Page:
Words Have Consequences
What Obama's Cairo speech has wrought.
12:00 AM, Jun 16, 2009 • By SETH CROPSEY
The United States ought to be watching carefully. North Korea seized the USS Pueblo nearly 40 years ago--in January 1968--when American international power, albeit for different reasons, was increasingly in doubt. President Johnson had declared his intention not to run for a second term. Domestic protest over the Vietnam war was rending the country. The United States, to use an enemy-coined phrase from the time, appeared increasingly as a paper tiger.
Our military today is held in much higher regard, and the nation's college campuses are quiet. But we are engaged in not one, but two wars, and the new administration appears at times to believe that the foreign parallel for narrowing the gap between the rich and the poor at home is to narrow the gap between how we treat our friends and how we treat our enemies abroad. China harasses U.S. naval vessels not once but twice: we tell the Chinese that the relationship between our two countries is more important than any other single issue. Russia announces that it will deploy SS-26 missiles in Kaliningrad if we provide missile defenses to protect Poland and the Czech Republic against possible Iranian attack: And the new administration declares that it wants to "re-set" relations with Russia. Questions about whether the Obama administration can "live" with a nuclear Iran are met with well-crafted rhetoric about unclenched fists and extended hands that sounds unmistakably like "yes." The Cairo speech was tough on our ally, France, for its restrictions on the wearing of the hijab in schools and diffident about the treatment of Muslim women in Muslim societies.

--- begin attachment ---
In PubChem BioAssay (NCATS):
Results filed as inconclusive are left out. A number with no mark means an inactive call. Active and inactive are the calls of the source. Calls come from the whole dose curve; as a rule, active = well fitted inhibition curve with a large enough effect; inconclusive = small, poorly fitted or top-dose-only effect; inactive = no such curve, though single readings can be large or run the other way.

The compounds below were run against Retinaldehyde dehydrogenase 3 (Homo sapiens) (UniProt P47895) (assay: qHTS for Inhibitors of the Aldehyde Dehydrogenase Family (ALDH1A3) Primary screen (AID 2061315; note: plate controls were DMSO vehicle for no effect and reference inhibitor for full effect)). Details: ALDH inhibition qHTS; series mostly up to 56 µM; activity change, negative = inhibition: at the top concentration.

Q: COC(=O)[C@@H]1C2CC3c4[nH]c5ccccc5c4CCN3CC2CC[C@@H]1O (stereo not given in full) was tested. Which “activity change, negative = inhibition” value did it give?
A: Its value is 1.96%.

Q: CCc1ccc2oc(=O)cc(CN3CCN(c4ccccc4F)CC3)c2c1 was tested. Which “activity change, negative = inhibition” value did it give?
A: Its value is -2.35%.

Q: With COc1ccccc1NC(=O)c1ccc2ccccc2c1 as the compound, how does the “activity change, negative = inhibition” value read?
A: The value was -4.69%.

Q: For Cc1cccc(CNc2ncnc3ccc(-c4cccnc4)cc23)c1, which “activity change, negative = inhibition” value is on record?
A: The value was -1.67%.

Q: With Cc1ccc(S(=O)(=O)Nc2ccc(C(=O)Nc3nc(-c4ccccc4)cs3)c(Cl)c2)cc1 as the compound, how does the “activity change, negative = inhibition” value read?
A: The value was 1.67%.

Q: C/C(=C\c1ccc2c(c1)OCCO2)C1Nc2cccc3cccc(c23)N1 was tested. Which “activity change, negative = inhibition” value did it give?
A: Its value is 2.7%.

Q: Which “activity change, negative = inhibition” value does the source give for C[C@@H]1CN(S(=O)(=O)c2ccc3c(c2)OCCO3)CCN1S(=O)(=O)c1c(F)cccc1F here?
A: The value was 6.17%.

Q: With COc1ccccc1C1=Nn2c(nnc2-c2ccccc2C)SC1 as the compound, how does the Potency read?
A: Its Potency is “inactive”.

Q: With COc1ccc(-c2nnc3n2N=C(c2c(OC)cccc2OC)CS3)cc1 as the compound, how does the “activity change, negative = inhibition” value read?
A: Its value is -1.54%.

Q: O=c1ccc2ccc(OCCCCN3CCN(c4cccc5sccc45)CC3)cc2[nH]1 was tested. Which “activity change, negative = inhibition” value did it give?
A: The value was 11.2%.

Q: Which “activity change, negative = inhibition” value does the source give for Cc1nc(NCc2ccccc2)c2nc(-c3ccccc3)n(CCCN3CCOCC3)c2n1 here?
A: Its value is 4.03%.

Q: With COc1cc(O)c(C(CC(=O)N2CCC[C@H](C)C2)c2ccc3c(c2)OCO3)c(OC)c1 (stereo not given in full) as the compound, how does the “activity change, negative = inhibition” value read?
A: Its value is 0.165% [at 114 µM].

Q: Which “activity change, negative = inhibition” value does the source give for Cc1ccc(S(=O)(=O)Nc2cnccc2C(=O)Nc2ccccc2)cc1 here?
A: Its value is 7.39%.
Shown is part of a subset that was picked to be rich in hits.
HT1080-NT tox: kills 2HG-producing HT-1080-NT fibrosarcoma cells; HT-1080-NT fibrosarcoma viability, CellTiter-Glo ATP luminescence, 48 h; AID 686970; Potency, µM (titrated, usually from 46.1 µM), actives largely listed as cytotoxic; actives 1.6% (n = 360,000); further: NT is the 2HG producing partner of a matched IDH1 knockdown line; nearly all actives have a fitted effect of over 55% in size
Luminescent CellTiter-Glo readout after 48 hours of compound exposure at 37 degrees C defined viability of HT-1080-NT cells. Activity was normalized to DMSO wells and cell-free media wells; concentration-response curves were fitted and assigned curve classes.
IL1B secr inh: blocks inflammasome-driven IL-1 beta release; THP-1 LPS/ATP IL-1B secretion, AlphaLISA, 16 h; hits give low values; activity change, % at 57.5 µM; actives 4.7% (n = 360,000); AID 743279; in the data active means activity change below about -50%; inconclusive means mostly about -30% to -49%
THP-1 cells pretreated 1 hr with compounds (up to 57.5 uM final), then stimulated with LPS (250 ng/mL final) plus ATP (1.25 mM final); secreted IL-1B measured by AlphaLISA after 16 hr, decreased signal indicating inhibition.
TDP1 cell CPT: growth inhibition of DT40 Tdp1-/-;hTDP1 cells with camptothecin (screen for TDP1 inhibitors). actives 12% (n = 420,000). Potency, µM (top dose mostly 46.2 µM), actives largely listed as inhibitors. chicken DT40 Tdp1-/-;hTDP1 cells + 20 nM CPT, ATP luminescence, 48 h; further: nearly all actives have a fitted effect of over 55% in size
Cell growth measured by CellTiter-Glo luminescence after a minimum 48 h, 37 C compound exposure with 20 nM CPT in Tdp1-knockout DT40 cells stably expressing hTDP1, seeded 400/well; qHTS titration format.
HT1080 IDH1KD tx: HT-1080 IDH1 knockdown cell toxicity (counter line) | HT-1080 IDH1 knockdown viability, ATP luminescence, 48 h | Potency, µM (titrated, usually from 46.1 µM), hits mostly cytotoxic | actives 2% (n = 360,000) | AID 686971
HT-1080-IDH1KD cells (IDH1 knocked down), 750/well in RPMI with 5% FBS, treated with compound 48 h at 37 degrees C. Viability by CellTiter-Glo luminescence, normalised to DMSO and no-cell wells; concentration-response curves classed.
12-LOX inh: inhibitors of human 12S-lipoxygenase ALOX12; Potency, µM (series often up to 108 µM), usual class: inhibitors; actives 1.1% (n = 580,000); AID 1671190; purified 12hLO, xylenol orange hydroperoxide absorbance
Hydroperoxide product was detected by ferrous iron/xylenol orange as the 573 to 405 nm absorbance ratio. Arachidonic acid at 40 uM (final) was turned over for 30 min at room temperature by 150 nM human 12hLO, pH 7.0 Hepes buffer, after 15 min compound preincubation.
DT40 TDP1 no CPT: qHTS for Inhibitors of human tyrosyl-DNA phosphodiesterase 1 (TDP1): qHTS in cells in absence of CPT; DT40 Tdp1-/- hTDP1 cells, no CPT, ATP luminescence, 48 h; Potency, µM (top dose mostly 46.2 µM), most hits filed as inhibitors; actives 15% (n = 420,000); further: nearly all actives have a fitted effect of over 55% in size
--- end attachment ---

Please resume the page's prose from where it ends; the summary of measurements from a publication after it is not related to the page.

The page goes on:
North Korea's rulers are among the most isolated in the world but if they missed the new American administration's relaxed approach to international challenges, they cannot possibly have overlooked Washington's mild response to their recent nuclear weapon and missile tests. North Korea was told that the American Secretary of State found such behavior "provocative and belligerent"--which is surely what North Korea intended. Moreover, said Secretary Clinton, such actions could spark an arms race in Asia, an observation that is as bland as it is obvious.
Could the North do anything else to demonstrate that they can tweak us with impunity? The experience of the USS Pueblo answers that question in the affirmative.
The Obama administration at a minimum should be prepared for such an eventuality. Appropriate and swift response should be available to protect and prevent American and allied lightly-armed or merchant vessels in the area from being boarded, escorted into North Korean waters, and their crews put on trial--as were the two American journalists who were convicted and imprisoned by Pyongyang earlier this month.
An attack on a U.S. vessel should be treated for what it is, an act of war. Imploring China to extricate us from the consequences of such an act of aggression would tell the world that the United States is no longer ready to defend itself and must, like a small state, ask for help from others in an emergency. A worse outcome cannot be imagined.
If North Korea attacks a U.S. vessel we should also decommission USS Pueblo and sink her. One captured U.S. vessel in a North Korean harbor is one too many. The Obama administration will eventually have to draw the line somewhere. The North Koreans may leave well enough alone. But if Pyongyang considers our preoccupation with two Middle Eastern conflicts, judges that American political leadership's will has returned to its dispirited 1968 level, and if the recent incident with the South Korean patrol boat turns out to be a rehearsal the Obama administration will be offered an opportunity to undo the confusion that the Cairo speech sowed. It should be prepared.
Seth Cropsey is a Senior Fellow at the Hudson Institute and was deputy undersecretary of the Navy in the Reagan and George H.W. Bush administrations and as a Naval officer for 20 years.